Your life is valuable and you matter. But so does everyone else. I wish you could understand that.

I also know you might feel ostracized from the rest of the world. But you are still a human and the God I believe in still seeks you out and invites you to be his ‘beloved.’ I’m sorry if some people lose sight of your humanity amidst their anger. However, they have reason to be angry and I’m saddened that you are apathetic about the pain you are causing others, and ultimately, yourself. I may not know all your motives (and maybe they make perfect sense to you), but know that I think you’ve lost sight of others’ humanity too. Remembering each other’s humanness is what will solve our issues as the human race.

Would eliminating everyone with different viewpoints really be effective? You would become very lonely, grow restless and still not be satisfied at the end of the day. If you learned how to communicate more effectively face-to-face with others that would help heaps more. Talk to others about why you hold such a strong opinion and why you think they would benefit from acquiring your viewpoint. People would fully hear out your argument that way and you could potentially gain supporters. Whereas, if you killed everyone who disagreed with you sadness, anger and emptiness within yourself all increase. Argue with words, not weapons.

The other day one of you committed an act of terrorism at an Ariana Grande concert in Manchester. This was not only tragic because of the lives lost, but because it was at a concert of all places. I’m going to go out on a limb and say you all appreciate some music; every human loves music. The thing about music is that it shows people they are not alone, it provides community regardless of political or spiritual views, and it connects people from all parts of the world. This empathetic art is something we can all agree upon and appreciate—it has been part of societal rituals like weddings and funerals, provided a great stress reliever to all who seek it, and communicated messages our hearts cannot put into words.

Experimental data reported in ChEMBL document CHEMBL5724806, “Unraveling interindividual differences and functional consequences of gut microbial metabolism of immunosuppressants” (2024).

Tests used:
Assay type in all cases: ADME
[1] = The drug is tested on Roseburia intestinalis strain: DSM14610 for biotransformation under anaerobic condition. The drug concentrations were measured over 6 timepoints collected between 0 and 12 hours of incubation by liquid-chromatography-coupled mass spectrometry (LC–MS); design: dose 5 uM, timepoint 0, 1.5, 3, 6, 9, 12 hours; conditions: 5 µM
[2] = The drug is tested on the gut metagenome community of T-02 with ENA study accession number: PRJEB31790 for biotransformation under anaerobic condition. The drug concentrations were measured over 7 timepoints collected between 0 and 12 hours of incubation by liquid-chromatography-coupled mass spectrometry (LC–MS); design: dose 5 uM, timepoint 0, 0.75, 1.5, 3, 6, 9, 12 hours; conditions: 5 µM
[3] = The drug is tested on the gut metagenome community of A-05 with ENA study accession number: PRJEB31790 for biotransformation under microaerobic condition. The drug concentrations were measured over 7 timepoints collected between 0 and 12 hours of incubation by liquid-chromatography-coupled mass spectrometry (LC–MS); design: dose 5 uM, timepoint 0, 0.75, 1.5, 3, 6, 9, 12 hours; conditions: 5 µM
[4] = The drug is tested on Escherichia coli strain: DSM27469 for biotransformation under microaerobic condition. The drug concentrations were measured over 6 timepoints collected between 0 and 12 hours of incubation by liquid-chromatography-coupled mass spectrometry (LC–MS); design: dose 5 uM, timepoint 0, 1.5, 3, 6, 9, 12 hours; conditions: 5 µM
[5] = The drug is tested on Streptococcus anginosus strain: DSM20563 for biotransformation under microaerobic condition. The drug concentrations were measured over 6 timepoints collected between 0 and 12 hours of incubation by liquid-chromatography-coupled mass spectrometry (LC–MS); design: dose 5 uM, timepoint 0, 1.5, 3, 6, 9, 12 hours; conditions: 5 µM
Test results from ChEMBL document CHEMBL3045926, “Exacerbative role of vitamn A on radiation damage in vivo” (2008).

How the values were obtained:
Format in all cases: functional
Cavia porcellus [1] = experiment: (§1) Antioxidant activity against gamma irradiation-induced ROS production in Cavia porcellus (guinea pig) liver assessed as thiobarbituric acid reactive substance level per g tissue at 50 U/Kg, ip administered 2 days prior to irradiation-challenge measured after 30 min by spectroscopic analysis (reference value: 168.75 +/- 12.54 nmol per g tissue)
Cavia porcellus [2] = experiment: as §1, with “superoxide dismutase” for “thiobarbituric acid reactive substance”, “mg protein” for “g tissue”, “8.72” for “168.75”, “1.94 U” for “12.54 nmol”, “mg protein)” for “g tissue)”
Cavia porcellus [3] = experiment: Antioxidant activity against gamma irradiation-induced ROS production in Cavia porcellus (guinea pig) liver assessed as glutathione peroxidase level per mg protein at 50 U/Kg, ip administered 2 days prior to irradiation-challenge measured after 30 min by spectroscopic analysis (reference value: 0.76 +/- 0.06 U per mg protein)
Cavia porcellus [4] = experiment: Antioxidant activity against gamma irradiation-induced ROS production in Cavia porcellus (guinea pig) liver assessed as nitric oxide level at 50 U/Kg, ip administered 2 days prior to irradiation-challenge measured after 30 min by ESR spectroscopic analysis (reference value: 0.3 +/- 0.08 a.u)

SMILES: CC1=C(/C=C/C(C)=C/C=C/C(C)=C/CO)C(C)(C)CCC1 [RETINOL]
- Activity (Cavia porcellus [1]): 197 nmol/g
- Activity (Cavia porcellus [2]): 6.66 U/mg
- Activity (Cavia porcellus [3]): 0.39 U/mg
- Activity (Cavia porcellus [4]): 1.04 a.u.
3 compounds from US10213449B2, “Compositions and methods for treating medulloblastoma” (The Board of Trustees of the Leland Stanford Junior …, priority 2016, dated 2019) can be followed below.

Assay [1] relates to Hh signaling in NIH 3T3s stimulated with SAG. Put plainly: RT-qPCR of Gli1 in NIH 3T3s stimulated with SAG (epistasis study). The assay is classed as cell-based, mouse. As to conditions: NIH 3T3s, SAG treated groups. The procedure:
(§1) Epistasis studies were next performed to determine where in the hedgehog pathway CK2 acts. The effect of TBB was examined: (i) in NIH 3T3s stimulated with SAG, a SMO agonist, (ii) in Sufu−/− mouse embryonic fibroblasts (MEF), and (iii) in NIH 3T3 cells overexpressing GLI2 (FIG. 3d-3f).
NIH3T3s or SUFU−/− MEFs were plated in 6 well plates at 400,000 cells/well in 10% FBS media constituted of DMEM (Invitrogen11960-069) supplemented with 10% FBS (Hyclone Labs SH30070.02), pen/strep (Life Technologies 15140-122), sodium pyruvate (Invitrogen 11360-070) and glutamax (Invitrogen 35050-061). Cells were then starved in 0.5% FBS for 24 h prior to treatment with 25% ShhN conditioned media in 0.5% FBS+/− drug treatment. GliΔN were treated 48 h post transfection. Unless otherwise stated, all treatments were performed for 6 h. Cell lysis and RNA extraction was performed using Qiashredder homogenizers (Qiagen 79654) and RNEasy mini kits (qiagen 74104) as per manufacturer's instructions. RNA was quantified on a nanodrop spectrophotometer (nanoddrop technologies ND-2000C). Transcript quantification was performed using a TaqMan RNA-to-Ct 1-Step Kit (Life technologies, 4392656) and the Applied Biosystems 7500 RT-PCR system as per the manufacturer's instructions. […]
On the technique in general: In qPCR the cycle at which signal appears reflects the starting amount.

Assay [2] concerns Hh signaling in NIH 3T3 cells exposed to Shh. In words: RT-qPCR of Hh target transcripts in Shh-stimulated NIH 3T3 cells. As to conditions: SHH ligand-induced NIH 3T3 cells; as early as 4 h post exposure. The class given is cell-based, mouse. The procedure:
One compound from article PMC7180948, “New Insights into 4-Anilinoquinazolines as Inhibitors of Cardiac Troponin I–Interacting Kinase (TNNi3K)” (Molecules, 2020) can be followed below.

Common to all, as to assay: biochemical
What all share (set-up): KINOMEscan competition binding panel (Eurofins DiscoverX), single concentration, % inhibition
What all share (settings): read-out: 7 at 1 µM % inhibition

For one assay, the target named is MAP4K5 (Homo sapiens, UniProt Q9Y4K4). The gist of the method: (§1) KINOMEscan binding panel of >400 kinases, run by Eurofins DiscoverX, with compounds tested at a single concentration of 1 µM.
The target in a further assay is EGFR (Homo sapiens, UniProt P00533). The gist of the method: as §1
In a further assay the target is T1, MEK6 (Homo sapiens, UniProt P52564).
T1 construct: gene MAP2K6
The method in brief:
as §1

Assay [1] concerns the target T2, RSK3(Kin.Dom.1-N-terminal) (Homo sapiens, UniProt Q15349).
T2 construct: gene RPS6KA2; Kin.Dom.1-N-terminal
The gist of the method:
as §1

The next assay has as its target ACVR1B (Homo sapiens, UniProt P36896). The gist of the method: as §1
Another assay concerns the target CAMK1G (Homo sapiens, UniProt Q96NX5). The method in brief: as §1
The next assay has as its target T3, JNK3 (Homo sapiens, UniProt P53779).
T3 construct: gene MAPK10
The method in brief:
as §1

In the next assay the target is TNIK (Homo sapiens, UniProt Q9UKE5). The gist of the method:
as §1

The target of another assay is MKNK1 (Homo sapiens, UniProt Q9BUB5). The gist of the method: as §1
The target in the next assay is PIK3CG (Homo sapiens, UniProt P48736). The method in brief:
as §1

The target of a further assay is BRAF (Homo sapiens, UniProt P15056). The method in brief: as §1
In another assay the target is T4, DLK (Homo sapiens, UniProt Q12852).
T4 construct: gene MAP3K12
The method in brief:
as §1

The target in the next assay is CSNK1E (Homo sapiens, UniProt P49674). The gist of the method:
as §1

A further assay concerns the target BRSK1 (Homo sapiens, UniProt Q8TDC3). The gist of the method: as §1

As an avid concert-goer myself, this act broke my heart because I know that people wait weeks, months and even a year in advance for concerts. Precious money is saved up for a night of bliss when everyone can sing in harmony in one room to musicians that have cheered them up on gloomy days or even saved their lives. Hundreds and even thousands of people waited in excited anticipation for that concert just to end up dead, hospitalized or traumatized for life. That was the last place they ever expected to die. Concerts are safe havens for so many. Does that really not register any emotions within you? I hate that you’re plagued by apathy.

I hope you have all been moved by music at some point in your life; those are beautifully indescribable moments. If you haven’t, I hope you do soon. Music is a timeless beauty that comes in all shapes and forms.

It is never too late to communicate your feelings in a more productive way. I hope you understand the weight and sadness of your actions someday. I hope you start feeling sympathy for people with different viewpoints someday.

You are still human and I will always treat you as such. I’m upset you have such discontentment in your heart and I’m sorry fulfillment has not flooded into your life. I will pray that you find peace in peace someday.

Sincerely,

A Woman who Loves Music and People